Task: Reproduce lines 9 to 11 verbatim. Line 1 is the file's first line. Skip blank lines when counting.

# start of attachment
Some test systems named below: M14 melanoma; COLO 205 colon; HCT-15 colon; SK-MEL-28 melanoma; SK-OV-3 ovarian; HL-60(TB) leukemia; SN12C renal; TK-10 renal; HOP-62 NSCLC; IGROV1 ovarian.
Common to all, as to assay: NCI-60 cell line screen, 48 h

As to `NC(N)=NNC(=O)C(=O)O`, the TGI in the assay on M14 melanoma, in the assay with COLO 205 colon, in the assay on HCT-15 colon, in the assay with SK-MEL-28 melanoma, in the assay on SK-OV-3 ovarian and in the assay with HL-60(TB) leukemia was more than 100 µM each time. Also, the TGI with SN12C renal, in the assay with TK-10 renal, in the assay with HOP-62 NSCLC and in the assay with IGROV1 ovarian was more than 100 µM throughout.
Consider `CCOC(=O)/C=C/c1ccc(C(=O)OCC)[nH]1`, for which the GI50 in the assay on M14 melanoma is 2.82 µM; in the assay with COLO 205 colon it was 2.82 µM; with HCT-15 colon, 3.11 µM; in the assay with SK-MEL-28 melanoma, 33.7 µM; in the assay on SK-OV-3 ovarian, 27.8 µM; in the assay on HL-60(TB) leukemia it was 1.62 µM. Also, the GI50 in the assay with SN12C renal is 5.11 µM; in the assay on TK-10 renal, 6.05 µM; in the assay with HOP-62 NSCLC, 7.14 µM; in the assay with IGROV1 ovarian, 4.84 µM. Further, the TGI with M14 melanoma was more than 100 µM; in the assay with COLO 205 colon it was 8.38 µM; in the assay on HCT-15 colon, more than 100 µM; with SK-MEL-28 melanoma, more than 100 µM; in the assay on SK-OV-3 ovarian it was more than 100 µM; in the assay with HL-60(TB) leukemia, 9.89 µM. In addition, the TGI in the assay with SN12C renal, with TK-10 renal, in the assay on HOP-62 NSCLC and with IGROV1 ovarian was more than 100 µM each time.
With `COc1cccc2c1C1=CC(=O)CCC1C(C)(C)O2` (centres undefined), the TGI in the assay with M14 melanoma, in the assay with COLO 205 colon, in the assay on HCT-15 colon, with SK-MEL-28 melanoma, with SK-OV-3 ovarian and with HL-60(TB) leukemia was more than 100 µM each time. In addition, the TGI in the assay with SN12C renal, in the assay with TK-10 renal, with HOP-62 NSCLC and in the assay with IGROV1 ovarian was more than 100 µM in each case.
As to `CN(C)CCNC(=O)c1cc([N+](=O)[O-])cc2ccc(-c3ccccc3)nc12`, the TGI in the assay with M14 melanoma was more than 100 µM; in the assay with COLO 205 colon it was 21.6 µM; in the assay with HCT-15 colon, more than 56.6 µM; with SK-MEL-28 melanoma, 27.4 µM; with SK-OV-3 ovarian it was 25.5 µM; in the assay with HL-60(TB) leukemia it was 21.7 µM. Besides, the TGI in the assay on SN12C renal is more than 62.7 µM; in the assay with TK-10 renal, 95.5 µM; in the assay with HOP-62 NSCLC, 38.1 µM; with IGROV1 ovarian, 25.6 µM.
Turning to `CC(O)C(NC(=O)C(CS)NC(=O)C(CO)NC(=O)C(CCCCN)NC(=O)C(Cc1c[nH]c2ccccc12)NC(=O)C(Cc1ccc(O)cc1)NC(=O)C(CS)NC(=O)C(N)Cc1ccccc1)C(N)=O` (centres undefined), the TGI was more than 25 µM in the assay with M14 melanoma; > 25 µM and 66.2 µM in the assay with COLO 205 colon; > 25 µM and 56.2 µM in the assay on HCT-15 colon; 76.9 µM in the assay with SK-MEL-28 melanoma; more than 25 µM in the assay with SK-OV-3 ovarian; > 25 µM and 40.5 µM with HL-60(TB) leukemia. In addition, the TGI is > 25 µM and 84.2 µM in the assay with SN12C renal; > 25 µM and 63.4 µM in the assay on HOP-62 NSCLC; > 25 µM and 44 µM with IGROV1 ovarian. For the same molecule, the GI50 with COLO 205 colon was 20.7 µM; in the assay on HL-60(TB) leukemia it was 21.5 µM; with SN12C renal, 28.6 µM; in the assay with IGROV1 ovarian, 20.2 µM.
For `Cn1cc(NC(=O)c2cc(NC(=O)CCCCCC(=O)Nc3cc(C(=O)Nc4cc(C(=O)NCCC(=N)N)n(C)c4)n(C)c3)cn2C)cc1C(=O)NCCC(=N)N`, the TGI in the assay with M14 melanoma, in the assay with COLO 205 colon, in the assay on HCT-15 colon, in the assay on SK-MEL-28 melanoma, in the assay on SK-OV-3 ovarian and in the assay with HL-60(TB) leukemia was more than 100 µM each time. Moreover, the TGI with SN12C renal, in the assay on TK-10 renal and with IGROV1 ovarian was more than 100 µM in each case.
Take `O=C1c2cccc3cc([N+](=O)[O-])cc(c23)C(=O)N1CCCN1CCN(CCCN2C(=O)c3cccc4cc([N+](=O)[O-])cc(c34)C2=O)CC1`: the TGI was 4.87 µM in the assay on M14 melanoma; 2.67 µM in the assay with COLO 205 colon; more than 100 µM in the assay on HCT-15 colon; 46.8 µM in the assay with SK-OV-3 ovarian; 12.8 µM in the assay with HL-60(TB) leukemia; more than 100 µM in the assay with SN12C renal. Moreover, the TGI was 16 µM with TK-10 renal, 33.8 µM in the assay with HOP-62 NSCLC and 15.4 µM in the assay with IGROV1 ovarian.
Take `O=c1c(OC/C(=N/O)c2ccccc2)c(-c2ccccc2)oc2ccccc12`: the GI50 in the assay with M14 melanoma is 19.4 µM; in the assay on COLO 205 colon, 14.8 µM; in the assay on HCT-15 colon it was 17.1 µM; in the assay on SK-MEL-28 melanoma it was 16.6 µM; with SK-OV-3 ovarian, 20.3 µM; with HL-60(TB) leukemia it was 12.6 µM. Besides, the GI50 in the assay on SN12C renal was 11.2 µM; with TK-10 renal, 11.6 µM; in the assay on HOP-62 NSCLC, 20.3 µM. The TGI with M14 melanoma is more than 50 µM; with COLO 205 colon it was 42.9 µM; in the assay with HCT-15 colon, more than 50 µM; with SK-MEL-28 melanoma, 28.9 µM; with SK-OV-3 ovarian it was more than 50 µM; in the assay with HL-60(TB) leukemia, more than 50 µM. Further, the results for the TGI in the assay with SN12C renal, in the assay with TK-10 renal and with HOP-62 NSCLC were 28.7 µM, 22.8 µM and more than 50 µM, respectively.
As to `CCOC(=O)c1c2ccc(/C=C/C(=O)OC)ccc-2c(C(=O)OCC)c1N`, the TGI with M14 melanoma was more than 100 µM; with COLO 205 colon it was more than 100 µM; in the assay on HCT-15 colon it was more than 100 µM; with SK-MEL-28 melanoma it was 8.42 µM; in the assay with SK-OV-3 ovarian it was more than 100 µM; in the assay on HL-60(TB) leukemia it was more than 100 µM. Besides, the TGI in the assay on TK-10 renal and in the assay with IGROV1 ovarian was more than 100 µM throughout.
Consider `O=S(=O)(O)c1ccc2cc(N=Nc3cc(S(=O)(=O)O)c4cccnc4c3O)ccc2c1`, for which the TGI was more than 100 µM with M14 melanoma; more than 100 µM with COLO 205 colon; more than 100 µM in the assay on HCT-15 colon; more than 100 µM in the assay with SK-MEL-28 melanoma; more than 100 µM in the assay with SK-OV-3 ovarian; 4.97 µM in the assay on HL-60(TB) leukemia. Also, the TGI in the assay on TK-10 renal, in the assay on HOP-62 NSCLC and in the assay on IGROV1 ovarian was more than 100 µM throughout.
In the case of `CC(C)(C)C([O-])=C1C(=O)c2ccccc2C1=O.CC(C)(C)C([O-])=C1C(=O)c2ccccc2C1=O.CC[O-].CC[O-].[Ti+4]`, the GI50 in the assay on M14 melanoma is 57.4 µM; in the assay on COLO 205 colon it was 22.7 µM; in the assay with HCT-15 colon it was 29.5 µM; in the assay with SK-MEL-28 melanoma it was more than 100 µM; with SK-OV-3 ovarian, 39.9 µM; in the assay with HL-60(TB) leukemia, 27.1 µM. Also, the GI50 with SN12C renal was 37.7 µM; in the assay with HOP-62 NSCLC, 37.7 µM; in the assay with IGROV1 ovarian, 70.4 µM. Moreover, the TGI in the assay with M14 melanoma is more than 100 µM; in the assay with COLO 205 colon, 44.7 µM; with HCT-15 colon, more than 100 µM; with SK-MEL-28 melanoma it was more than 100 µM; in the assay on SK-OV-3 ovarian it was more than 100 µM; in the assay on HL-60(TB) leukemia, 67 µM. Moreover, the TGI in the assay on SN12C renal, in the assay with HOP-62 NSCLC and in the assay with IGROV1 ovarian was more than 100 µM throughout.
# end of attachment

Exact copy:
Take `O=C1c2cccc3cc([N+](=O)[O-])cc(c23)C(=O)N1CCCN1CCN(CCCN2C(=O)c3cccc4cc([N+](=O)[O-])cc(c34)C2=O)CC1`: the TGI was 4.87 µM in the assay on M14 melanoma; 2.67 µM in the assay with COLO 205 colon; more than 100 µM in the assay on HCT-15 colon; 46.8 µM in the assay with SK-OV-3 ovarian; 12.8 µM in the assay with HL-60(TB) leukemia; more than 100 µM in the assay with SN12C renal. Moreover, the TGI was 16 µM with TK-10 renal, 33.8 µM in the assay with HOP-62 NSCLC and 15.4 µM in the assay with IGROV1 ovarian.
Take `O=c1c(OC/C(=N/O)c2ccccc2)c(-c2ccccc2)oc2ccccc12`: the GI50 in the assay with M14 melanoma is 19.4 µM; in the assay on COLO 205 colon, 14.8 µM; in the assay on HCT-15 colon it was 17.1 µM; in the assay on SK-MEL-28 melanoma it was 16.6 µM; with SK-OV-3 ovarian, 20.3 µM; with HL-60(TB) leukemia it was 12.6 µM. Besides, the GI50 in the assay on SN12C renal was 11.2 µM; with TK-10 renal, 11.6 µM; in the assay on HOP-62 NSCLC, 20.3 µM. The TGI with M14 melanoma is more than 50 µM; with COLO 205 colon it was 42.9 µM; in the assay with HCT-15 colon, more than 50 µM; with SK-MEL-28 melanoma, 28.9 µM; with SK-OV-3 ovarian it was more than 50 µM; in the assay with HL-60(TB) leukemia, more than 50 µM. Further, the results for the TGI in the assay with SN12C renal, in the assay with TK-10 renal and with HOP-62 NSCLC were 28.7 µM, 22.8 µM and more than 50 µM, respectively.
As to `CCOC(=O)c1c2ccc(/C=C/C(=O)OC)ccc-2c(C(=O)OCC)c1N`, the TGI with M14 melanoma was more than 100 µM; with COLO 205 colon it was more than 100 µM; in the assay on HCT-15 colon it was more than 100 µM; with SK-MEL-28 melanoma it was 8.42 µM; in the assay with SK-OV-3 ovarian it was more than 100 µM; in the assay on HL-60(TB) leukemia it was more than 100 µM. Besides, the TGI in the assay on TK-10 renal and in the assay with IGROV1 ovarian was more than 100 µM throughout.